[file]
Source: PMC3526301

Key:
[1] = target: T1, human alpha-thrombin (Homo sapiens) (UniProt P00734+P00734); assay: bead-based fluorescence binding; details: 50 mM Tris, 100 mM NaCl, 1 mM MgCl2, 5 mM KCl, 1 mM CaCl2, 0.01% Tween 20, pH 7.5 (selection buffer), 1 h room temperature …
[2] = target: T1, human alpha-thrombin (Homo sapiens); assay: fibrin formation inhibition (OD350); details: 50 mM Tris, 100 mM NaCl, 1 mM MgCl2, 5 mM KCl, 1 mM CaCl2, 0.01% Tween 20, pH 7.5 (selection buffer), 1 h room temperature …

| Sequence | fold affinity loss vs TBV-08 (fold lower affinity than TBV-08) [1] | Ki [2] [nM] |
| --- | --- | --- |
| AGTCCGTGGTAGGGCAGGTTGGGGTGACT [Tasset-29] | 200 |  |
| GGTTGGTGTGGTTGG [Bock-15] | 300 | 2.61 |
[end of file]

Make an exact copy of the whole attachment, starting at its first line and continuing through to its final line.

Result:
Source: PMC3526301

Key:
[1] = target: T1, human alpha-thrombin (Homo sapiens) (UniProt P00734+P00734); assay: bead-based fluorescence binding; details: 50 mM Tris, 100 mM NaCl, 1 mM MgCl2, 5 mM KCl, 1 mM CaCl2, 0.01% Tween 20, pH 7.5 (selection buffer), 1 h room temperature …
[2] = target: T1, human alpha-thrombin (Homo sapiens); assay: fibrin formation inhibition (OD350); details: 50 mM Tris, 100 mM NaCl, 1 mM MgCl2, 5 mM KCl, 1 mM CaCl2, 0.01% Tween 20, pH 7.5 (selection buffer), 1 h room temperature …

| Sequence | fold affinity loss vs TBV-08 (fold lower affinity than TBV-08) [1] | Ki [2] [nM] |
| --- | --- | --- |
| AGTCCGTGGTAGGGCAGGTTGGGGTGACT [Tasset-29] | 200 |  |
| GGTTGGTGTGGTTGG [Bock-15] | 300 | 2.61 |